The countdown timer for the race to start ticked over on the screen. I sat mounted on my bike, warmed up and ready to go, completely focused. I was genuinely in race mode and, after almost a month in lockdown, that was a welcome feeling. But the unfamiliarity of e-racing was making my heart beat a little faster.
I had been invited to race the Zwift Classic Trofeo Bologna but initially I was hesitant. I’ve made a big effort to embrace Zwift since lockdown but I had been watching some of the other pro races and the power stats were intimidating. I had never done an e-race before so I also wasn’t sure how to strategize or use the power-ups. Even though I had actually raced the course in real life, this really was racing in a different world, but the newly addicted Zwift athlete in me couldn’t say no.
In the comfort of my own home, I waited for the start absolutely tingling with nerves. I hadn’t been this nervous for a race in years! When the race officially began, I over-powered the start and shot right out in front. In the peloton I was like a yo-yo. As a first-time e-racer, I didn’t have a sense of the delay between pedal power and on-screen position. I would be leading the race and then almost out the back, off the front and then instantly back to 30th.
Eventually, I got the balance right and as we approached the first ascent up the Madonna di San Luca, I moved to the front and set the pace. I crested with only one other rider but we were caught at the bottom of the descent by a chase group of eight riders. By then, however, I had the hang of things.
I sat in the wheels, taking my turn on the front but also saving my legs as much as I could. In the one-day Giro dell'Emilia, we race up the Madonna di San Luca so, even though I was an avatar in a computer-generated representation, I knew exactly what to do. When the gradient screamed up on a sharp hairpin around 1 kilometer to go, I attacked. In the 2016 Giro dell'Emilia, I had come up short and finished second to Elisa Longo Borghini but that wasn’t happening today. As my family stood right next to me in the grips of excitement, cheering me on, I put down the watts and claimed the victory.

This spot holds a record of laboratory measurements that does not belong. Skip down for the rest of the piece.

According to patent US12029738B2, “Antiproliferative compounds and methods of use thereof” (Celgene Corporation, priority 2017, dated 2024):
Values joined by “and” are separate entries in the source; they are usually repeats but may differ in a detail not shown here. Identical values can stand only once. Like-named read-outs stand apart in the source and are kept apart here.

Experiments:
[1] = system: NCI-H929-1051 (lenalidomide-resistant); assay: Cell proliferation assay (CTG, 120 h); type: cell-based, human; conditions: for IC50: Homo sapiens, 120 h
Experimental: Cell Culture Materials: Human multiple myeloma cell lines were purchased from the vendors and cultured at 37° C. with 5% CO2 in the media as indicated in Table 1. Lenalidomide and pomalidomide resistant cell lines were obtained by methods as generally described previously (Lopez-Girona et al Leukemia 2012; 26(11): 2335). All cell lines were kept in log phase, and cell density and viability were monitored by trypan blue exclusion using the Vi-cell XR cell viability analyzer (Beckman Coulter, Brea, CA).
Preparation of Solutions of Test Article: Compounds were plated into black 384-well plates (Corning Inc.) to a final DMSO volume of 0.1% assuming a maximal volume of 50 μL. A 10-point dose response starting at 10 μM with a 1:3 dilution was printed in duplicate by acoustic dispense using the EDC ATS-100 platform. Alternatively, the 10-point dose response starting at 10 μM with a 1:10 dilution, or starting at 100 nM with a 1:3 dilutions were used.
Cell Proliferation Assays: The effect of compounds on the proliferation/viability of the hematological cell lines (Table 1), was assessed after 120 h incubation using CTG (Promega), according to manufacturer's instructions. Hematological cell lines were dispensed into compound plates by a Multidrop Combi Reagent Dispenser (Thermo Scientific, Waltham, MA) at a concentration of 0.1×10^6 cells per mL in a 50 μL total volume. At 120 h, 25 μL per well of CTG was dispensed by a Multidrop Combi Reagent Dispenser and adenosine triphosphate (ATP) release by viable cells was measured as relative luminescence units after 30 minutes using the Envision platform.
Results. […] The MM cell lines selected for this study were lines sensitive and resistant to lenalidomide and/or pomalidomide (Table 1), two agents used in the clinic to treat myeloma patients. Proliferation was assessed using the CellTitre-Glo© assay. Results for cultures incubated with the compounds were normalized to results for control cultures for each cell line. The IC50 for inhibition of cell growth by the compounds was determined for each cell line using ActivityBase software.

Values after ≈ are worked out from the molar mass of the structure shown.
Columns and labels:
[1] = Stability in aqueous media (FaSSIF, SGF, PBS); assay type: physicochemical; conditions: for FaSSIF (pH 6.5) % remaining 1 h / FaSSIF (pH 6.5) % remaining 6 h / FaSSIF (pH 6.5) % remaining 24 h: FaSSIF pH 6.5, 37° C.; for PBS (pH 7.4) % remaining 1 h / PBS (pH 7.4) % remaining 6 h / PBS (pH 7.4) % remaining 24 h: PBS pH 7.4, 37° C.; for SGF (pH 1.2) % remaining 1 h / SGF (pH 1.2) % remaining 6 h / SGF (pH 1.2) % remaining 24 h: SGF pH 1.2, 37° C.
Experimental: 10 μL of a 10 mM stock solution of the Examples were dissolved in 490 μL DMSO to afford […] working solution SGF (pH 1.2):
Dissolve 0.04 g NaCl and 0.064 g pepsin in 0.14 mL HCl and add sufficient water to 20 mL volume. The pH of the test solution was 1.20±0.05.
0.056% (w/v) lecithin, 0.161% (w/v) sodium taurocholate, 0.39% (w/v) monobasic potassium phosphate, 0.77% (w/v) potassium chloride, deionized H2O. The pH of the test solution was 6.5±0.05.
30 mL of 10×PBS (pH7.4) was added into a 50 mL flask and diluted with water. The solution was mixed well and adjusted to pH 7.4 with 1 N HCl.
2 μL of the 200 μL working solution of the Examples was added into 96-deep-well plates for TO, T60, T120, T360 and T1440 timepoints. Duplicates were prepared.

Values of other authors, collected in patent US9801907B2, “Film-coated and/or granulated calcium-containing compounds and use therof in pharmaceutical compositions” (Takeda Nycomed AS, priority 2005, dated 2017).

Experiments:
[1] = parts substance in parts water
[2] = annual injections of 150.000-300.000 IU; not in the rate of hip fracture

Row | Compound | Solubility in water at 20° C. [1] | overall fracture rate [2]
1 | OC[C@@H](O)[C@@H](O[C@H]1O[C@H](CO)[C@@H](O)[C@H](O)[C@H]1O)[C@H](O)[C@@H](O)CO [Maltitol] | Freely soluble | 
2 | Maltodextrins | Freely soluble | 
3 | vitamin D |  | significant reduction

My family swarmed around to congratulate me, as did the virtual community. I knew the London Dynamo Club I often rode with on Zwift were watching from England and their messages began to pour in. I had tons of messages from riders I knew in real life and riders I had only ever “met" in Watopia. A lot of people were reaching out and, maybe it’s because of lockdown and the current situation, but the response seemed bigger than some of my real-life race wins.
The race was only 41 minutes so, even though it was around 21:00, I rode on for a long time after. The house settled back to quiet but I could feel there was lift in the atmosphere, a buzz from the race. I never imagined that Zwift would be such a big part of my life and I definitely never imagined I would be the winner of an e-race!
I also never imagined that physical distancing would bring the cycling community so close together or that our sport would continue on in such a new way. Change brings uncertainty, as my racing nerves reminded me, but it also brings the hope and excitement of new opportunities and that makes my heart beat a little faster too.
Ashleigh-Moolman-Pasio is a world-class climber and a member of the UCI Women's WorldTeam CCC-Liv. She has written a regular blog for Cyclingnews since 2016, touching on topics of gender equality in women’s and men’s professional cycling. She is also the owner of Rocacorba Cycling, a cycling retreat operating from an authentic 17th century estate located in Girona, Spain.